STEP BY STEP
Catch someone speeding
1 Hit the road
You’ll need to find a quiet road, and you’ll probably need several passes of the car to get the technique right. Dramatic backdrops aren’t necessary here, because we’ll be blurring the background anyway, but interesting shapes and colours, such as a tree-lined road, work well.
2 Secure your camera
An essential bit of kit is the car rig. Essentially it’s a pole that is suction-mounted to the car. Once you mount your Nikon to the end of the pole, the camera and car move together, meaning the car remains sharp as the distance of the focus is maintained.
3 Take remote control
Use autofocus to focus on the driver then switch AF off. If your DSLR is Wi-Fi-enabled, you can trigger it with Nikon’s Wireless Mobile Utility smartphone app. Otherwise, you’ll need a remote release; if using a wired model, run the cable through the passenger window.
4 Attach a filter
Shooting at slow shutter speeds in daylight means you may be narrowing your aperture too far (beyond f/16 or so), causing the image to become soft due to diffraction. A variable neutral density filter enables us to darken the image to suit our desired shutter speed and aperture.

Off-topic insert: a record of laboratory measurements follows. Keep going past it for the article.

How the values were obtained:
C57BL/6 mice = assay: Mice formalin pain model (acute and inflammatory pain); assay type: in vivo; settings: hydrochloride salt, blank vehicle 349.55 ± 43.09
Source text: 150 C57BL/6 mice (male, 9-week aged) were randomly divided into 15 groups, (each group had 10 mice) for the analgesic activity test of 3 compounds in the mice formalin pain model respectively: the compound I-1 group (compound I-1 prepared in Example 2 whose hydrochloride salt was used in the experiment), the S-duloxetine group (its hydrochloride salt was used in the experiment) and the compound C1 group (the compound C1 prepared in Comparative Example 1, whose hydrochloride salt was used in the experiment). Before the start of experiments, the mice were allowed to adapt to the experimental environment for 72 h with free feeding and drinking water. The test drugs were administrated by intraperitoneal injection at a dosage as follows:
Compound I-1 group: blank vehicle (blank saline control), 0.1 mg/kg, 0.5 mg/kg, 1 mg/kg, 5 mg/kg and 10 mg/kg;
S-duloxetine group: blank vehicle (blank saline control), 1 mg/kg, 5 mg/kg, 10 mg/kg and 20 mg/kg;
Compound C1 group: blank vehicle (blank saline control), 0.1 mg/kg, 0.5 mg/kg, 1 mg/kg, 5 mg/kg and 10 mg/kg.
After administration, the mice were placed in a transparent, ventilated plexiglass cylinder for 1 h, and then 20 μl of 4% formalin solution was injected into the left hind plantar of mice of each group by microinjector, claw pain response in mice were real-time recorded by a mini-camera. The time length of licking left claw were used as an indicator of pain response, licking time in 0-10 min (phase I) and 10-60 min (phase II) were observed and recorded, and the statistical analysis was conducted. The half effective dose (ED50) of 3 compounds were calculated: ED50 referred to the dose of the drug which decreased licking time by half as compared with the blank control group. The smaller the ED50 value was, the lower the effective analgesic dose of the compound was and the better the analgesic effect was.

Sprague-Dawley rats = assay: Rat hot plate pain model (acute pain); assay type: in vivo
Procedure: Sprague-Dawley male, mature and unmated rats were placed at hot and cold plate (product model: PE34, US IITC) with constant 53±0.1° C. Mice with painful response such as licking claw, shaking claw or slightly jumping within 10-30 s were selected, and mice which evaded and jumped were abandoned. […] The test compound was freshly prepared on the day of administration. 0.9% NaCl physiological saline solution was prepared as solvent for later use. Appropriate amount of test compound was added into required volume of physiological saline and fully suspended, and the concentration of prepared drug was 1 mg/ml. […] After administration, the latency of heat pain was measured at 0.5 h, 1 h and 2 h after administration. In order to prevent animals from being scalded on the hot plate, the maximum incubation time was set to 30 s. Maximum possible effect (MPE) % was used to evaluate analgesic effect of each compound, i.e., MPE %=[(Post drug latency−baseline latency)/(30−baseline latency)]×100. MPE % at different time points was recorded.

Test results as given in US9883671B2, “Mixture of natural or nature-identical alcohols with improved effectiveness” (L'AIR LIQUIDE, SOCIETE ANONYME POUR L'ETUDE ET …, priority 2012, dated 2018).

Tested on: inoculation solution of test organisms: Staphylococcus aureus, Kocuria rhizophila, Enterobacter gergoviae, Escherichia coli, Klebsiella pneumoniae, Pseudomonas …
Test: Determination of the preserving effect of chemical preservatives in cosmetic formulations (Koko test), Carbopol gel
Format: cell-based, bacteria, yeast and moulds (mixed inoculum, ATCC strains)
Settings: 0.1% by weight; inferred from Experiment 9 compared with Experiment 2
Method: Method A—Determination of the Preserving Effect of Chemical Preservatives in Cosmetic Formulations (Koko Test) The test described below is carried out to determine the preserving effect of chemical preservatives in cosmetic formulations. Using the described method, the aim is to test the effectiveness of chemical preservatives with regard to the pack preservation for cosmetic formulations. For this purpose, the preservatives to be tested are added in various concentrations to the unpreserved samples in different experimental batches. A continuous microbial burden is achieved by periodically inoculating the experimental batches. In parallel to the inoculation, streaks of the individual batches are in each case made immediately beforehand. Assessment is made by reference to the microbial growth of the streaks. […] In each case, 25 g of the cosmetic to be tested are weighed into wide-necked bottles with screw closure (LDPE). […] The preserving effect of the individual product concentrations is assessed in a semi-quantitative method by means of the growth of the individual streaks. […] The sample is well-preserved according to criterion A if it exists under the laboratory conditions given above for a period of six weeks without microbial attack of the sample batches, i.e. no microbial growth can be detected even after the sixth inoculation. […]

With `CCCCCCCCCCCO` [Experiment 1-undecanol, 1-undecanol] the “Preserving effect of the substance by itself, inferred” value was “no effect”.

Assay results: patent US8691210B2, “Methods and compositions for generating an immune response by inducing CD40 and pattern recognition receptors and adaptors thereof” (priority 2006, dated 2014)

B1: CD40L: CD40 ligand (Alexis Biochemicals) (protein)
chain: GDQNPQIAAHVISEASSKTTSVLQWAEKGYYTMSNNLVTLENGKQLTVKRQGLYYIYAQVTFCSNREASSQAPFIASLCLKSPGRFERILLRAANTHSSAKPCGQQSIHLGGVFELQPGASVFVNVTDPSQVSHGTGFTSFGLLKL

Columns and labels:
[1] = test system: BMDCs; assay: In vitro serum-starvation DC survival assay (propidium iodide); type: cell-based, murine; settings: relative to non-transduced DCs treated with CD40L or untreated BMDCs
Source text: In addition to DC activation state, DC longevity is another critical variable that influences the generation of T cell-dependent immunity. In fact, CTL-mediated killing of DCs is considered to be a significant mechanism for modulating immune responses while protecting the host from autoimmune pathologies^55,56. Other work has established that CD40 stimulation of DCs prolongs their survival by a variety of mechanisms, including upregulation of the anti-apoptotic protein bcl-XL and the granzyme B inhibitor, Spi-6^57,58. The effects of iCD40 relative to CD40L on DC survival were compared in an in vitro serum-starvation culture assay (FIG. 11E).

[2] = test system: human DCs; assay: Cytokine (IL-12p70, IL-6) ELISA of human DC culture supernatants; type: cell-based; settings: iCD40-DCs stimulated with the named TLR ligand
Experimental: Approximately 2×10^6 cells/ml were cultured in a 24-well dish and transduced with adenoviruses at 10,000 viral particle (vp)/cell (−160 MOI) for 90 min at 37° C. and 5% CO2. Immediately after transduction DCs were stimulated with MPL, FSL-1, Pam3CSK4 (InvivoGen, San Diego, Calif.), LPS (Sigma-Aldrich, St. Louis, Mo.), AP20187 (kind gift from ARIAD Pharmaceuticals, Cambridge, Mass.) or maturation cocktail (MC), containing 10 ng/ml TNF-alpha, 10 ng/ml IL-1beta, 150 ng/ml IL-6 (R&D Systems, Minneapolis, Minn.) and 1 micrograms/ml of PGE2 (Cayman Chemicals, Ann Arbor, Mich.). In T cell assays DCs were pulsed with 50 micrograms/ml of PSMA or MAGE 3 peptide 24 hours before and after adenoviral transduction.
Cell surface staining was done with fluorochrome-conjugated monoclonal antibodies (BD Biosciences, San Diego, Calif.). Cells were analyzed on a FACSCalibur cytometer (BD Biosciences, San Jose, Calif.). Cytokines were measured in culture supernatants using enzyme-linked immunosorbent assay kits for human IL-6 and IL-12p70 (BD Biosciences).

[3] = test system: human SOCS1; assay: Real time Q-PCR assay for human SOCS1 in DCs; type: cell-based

5 Set the exposure
Set Manual mode, a slow shutter speed – start at 1/5 sec – and a midrange aperture of f/11. Set Matrix metering and turn the variable ND filter until your Nikon’s exposure meter displays -1 stop to underexpose the background. Connect a Speedlight via wireless radio flash triggers.
6 Light the driver
Sit in the passenger seat and point the Speedlight at the driver. Manually set flash power – we set 1/2 power as it was so bright outside. Drive slowly and take a shot; the background will blur due to the slow shutter speed but the flash will freeze any movement in the driver’s face.